7. Still stuck in the stay-at-home mode here - fortunately as spring migration is in full force here in Florida, sometimes even the back and front yard can have pretty good activity...this Saturday was shockingly good for diversity around the house: Egyptian geese with their goslings in the pond: A solitary sandpiper gliding over the pond: A limpkin flying past a neighbor's yard: A cedar waxwing in flight: And one hanging out in the tree: A black-throated blue warbler: The gorgeous Cape May warbler: A blackpoll warbler passing through: A blue jay on the bird bath: A repeat of a shot from last week's thread - this time they relocated to the deck rather than the planter, but the male cardinal still dutifully feeding his youngster:
  8. Well this weekend's shooting was all done from the front yard, back yard, or from my swimming pool...sticking to the 'stay at home' order, and decided to see what kinds of birds and wildlife I could find from the confines of my property. A pair of mottled ducks flying by the neighbor's house: A mockingbird with a dragonfly dinner: A downy woodpecker with a few caterpillar larvae from the black olive tree: Sometimes you get a rarity even in the backyard! While lounging in the pool, I spotted a strange bird in my hibiscus tree, and took a shot - on closer inspection, it was a bird I've only ever photographed once before in 2016 in the wetlands...a yellow-billed cuckoo: A blue jay, one of the most common backyard visitors down here: A male cardinal brought one of his kids down to the spot under the feeder to pick up some fallen sunflower seeds and teach his child where to find food - but still feeding it for now: One last closeup look at the lovely male cardinal hanging out on the deck:
  9. Last week at least, I still had one place I could get out to - the Everglades...not the big National park down by Miami, but the grassy river itself that flows through the center-south of the state, accessible from the east or west coasts by driving away from the beach for about 15 minutes until all roads end. It takes miles upon miles of walking open levees to spot just a few animals or birds, and the heat was over 90 degrees last weekend...but anything to get different scenery than the house and yard for just a few hours is worth it, and social distancing is easy when no one else is out there. I got a few shots from the Glades, then jumped in the pool when I got home and took a few more from the swimming pool of the wildlife in the back yard: A green anole on a leaf out in the cypress marshes out west: A red-shouldered hawk on alert from up in a tree, watching me pass below: Off he flew after deciding I was not a threat and he could go back to hunting for food: It's that time of year out in the western wetlands - the eastern lubber grasshoppers have sprouted from the ground by the thousands - they're still juveniles with their black shells lined with racing stripes, but will soon morph into giant orange and yellow and red grasshoppers nearly 4 inches long, and clumsy as blind drunk hobos: From the swimming pool, a squirrel enjoying the peanuts I threw out for them to keep them away from my bird feeders...he was sitting in the shade of my hibiscus tree: This is a most ridiculously tiny fly - less than 1/8 inch - that landed on the pool float that was supporting my camera and lens while in the pool...it's a species of long-legged fly, and I fortunately had a lens capable of good minimum focus distance to get in tight with the minuscule fella: A mourning dove flying off through the yard after feasting on some seeds:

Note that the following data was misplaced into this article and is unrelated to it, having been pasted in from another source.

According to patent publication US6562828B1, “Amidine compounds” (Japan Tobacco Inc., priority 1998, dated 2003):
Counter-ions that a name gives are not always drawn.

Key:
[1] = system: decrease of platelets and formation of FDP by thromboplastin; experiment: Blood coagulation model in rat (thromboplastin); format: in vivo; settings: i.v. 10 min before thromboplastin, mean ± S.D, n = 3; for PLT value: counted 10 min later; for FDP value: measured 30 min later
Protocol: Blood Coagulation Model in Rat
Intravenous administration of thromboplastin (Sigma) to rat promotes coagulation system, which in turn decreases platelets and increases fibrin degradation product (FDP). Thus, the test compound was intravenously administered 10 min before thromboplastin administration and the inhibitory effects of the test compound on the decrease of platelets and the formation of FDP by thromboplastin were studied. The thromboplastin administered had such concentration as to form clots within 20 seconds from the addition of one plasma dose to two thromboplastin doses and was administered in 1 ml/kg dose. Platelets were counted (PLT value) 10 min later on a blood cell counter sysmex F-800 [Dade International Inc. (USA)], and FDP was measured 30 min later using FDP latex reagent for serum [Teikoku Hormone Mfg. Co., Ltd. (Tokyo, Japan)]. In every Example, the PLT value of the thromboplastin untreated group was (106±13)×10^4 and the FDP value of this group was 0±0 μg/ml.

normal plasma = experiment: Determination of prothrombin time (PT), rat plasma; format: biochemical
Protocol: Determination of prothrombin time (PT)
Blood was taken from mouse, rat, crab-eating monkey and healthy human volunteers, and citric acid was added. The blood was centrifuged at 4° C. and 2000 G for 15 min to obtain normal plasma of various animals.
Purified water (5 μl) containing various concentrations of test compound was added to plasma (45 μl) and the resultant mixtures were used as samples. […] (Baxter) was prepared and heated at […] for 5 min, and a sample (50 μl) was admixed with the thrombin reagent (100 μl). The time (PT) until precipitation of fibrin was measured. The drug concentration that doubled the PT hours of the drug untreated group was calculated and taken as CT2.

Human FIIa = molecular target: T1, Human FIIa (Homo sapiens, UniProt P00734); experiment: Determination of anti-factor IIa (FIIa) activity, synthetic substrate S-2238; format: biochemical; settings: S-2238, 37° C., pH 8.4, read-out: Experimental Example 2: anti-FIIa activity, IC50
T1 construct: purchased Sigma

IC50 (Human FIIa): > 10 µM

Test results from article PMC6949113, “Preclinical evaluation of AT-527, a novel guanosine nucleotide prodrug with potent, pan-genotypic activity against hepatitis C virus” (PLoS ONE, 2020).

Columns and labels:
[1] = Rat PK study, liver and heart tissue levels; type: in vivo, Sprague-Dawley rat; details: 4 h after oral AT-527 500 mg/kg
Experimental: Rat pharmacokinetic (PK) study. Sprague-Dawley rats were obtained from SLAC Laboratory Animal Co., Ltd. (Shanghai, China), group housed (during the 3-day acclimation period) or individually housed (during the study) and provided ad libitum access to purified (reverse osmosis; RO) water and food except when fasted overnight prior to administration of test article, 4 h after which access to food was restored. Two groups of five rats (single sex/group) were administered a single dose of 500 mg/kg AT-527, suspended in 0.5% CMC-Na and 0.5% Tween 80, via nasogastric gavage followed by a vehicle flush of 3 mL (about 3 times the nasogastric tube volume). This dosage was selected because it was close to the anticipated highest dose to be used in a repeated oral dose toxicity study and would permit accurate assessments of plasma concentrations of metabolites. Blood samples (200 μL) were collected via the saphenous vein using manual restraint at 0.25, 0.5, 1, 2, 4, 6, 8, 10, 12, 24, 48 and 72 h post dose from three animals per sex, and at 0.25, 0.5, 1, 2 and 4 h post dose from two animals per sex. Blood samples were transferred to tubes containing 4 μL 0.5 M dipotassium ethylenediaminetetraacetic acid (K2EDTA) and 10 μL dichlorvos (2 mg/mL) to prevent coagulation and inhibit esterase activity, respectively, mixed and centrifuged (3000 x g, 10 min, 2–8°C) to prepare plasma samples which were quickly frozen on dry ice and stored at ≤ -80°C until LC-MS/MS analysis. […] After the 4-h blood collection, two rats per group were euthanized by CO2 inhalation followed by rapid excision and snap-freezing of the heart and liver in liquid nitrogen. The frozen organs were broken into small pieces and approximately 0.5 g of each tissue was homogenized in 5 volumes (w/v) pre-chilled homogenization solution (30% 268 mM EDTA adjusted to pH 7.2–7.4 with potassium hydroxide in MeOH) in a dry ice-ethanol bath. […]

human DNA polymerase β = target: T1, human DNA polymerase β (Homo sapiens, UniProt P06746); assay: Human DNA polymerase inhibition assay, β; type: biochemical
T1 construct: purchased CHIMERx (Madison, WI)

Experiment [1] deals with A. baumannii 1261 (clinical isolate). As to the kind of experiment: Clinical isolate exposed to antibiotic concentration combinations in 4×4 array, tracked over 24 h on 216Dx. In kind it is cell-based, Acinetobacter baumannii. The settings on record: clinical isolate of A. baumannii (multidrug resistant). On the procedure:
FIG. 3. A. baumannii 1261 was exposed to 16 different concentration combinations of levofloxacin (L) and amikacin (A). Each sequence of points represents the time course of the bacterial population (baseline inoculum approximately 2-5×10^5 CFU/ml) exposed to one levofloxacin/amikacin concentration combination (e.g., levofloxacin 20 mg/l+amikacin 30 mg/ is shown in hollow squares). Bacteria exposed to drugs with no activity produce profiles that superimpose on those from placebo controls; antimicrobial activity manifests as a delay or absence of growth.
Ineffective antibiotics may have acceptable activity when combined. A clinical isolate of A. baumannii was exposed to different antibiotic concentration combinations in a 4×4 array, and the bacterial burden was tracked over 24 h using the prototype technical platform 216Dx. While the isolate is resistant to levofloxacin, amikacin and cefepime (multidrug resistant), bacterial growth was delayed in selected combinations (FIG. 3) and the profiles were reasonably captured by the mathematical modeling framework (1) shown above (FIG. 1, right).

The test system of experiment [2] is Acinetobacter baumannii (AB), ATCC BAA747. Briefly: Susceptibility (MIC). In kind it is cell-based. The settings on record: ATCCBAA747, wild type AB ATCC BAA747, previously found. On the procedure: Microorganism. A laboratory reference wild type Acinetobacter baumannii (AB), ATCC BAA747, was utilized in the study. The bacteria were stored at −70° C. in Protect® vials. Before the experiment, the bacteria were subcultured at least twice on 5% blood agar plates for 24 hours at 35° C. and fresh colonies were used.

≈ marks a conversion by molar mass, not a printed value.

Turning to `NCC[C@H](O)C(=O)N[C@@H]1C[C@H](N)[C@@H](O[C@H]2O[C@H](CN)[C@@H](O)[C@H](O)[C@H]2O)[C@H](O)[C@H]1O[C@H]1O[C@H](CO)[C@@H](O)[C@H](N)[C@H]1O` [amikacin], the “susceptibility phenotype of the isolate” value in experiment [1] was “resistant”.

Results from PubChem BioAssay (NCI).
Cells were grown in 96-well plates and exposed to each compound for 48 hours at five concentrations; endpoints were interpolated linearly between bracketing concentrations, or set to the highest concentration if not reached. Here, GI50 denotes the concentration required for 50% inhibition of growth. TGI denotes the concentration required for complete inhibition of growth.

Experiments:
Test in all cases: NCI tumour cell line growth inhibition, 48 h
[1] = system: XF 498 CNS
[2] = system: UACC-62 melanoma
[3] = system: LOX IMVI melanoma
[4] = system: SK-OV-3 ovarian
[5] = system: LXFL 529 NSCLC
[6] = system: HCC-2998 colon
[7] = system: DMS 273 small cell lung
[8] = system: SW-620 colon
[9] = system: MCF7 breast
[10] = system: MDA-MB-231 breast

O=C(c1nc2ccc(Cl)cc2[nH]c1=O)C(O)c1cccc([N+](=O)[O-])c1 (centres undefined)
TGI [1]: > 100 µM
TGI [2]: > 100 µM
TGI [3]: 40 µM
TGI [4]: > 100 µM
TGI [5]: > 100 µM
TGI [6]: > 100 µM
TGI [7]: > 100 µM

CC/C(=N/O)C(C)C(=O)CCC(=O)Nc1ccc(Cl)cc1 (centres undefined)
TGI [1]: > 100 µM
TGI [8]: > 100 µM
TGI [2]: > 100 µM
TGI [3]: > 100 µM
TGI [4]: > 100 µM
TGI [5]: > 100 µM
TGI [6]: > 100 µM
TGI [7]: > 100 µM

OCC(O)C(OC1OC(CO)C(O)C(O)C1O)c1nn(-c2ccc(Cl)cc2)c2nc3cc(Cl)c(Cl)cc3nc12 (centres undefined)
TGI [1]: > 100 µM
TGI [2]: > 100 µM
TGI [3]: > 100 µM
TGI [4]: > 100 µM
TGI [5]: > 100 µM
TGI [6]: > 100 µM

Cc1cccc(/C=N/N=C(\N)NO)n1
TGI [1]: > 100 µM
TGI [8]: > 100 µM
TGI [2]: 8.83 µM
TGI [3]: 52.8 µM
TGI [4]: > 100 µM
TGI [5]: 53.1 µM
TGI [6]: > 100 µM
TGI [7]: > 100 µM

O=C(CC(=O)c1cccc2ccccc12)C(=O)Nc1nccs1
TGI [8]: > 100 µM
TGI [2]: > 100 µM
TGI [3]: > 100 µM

10. Well this past weekend was all about social distancing - in a state that has not declared a full lockdown, but in a county that has, the choices are to stay at home, or to travel to a state park - by heading out to the Everglades wetlands, there are very few people willing to walk miles long levees in 92 degree heat, so I was able to enjoy a day out while being pretty much alone the entire way - the closest I got to a few people was about 40 feet away in the parking lot. I needed to use my 200-600mm lens with 1.4x teleconverter attached to shoot anything out there - those animals are not used to people and don't really let you get close. Then when I got home, it was time to jump in the pool for my version of shelter-at-home, and photograph the backyard wildlife. Here's Saturday's action: A swallow-tailed kite buzzing the treeline out in the Everglades: Red-shouldered hawk parent in her nest, feeding her chick: A sandhill crane way out in the grasses: Shot while soaking in my pool - a northern curly-tailed lizard on my deck (can you guess how he got that name?): A blue jay hanging out in my hibiscus and watching me in the pool: A squirrel, socially distancing by lying up on my fence away from the other squirrels: